Compiled By NAN Business Editor
News Americas, NEW YORK, NY, Fri. Dec. 3, 2021: Here are some of the top Caribbean business news headlines this week.
Guyana’s President is urging Caribbean Community, (CARICOM), countries to implement decisions aimed at deepening the regional integration movement.
Addressing the President’s Dinner and Awards Ceremony of the Trinidad and Tobago Manufacturing Association (TTMA), President Irfaan Ali said there is need for the region to collaborate and create new business prospects, not only for Guyana and Trinidad and Tobago, but for CARICOM as a whole.
He told the manufacturers that he wanted to address issues surrounding the CARICOM Single Market and Economy (CSME) that allows for the free movement of goods, skills, labour and services within the region “once we are willing to break down barriers, once we are willing to take ownership of this common economic space in CARICOM.”
He said it was important for the region to work towards a “strategic plan in realising the opportunities that exist here in CARICOM.”
The comment from Ali comes as Guyana completed the fifth lift of crude oil from the Liza Destiny Floating Production, Storage and Offloading (FPSO) vessel in the prolific Stabroek Block, representing the country’s final lift for this year.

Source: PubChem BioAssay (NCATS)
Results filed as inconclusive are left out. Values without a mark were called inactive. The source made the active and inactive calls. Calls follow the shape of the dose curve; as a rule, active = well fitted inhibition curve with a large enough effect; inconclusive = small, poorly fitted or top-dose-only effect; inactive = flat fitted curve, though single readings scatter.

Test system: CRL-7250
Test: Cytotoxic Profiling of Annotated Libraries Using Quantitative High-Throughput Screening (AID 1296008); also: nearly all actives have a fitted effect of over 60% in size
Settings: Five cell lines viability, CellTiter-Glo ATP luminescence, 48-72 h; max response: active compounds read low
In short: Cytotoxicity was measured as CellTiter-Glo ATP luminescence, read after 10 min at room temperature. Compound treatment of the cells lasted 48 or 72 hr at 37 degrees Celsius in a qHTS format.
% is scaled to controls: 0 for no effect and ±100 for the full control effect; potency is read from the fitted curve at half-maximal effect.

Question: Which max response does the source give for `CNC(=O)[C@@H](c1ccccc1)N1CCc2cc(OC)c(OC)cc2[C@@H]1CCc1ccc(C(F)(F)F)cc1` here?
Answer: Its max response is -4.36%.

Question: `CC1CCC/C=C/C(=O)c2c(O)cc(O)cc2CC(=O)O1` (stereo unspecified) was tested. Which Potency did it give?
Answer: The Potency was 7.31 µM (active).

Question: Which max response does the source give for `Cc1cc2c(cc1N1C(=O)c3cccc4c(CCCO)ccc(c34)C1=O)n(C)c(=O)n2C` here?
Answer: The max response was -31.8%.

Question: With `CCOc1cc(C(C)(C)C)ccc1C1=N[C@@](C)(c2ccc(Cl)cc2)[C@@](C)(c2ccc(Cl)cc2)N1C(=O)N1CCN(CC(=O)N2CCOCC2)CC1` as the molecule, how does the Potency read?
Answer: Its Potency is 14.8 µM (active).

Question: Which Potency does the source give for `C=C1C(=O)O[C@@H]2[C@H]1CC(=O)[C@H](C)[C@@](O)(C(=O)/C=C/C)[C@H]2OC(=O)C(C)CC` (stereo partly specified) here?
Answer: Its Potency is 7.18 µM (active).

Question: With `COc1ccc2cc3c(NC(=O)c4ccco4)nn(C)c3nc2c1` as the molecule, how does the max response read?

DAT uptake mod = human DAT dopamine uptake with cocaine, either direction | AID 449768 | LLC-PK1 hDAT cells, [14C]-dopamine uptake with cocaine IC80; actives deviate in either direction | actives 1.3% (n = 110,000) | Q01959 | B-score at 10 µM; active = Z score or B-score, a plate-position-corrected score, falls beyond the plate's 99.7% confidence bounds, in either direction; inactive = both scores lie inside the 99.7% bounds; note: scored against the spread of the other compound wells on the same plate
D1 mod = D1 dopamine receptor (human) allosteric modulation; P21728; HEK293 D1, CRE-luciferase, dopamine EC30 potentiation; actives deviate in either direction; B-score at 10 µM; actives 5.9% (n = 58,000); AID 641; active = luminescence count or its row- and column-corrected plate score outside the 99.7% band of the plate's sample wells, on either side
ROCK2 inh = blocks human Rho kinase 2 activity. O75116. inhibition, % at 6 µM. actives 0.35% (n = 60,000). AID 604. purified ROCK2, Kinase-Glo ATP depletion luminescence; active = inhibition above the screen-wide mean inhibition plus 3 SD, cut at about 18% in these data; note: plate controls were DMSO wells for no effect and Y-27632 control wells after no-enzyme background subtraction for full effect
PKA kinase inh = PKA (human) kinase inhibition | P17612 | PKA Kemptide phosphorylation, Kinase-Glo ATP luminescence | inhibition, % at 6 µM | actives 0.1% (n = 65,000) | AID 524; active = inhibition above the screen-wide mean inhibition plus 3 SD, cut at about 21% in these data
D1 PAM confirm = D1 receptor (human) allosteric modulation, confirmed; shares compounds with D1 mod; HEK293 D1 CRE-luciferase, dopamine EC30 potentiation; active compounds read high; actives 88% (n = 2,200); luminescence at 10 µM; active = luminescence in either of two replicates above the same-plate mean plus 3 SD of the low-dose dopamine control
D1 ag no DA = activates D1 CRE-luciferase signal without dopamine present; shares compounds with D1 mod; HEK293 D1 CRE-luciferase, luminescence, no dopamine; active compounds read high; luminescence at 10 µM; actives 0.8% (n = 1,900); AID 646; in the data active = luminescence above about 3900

Guyana Natural Resources Minister, Vickram Bharrat said the lift of 1,043,289.542 barrels of oil now brings Guyana’s total oil lifts for year 2021 to approximately 5.1 million barrels of high-quality Liza crude. He said that this now brings the total oil lifts since first oil in 2019 to nine.
The Barbados government advisor on Investment, Professor Avinash Persuad, has dismissed as “much innuendo and falsehood” reports in the British media regarding the island’s relationship with China.
The Sunday Times in a story headlined “How Barbados went from Little England to Little China,’ sought to explain how the island became ‘awash’ with cash from Chinese President, Xi Jinping. It reported also that less than 2.5 per cent of Barbados’ external debt is owed to Chinese creditors.
The newspaper reported several Chinese workers were present here as well as, Chinese-manufactured buses, a handful of Chinese-built houses. It also made reference to planned refurbishments to the decrepit national stadium, upgrades to the south coast sewage system and plans to erect Chinese-made prefab houses for those who lost their homes during the passage of Hurricane Elsa.
But Persaud told the online publication, Barbados TODAY that less than BDS$300 million (One Barbados dollar=US$0.50 cents) of the country’s BDS$13.5 billion debt bill, is held by the Chinese.
And that American institutional investors hold more than five per cent or twice as much of the debt, which Persaud doubts will fluctuate significantly.
Barbados became a Republic on November 30th, removing Britain’s Queen Elizabeth as its head of state.
The Central Bank of the Bahamas (CBB) says the domestic economy continued a gradual pace of recovery during the month of October, despite the ongoing spread of the coronavirus (COVID-19) pandemic that has killed 671 people and infected 22,763 others since March last year.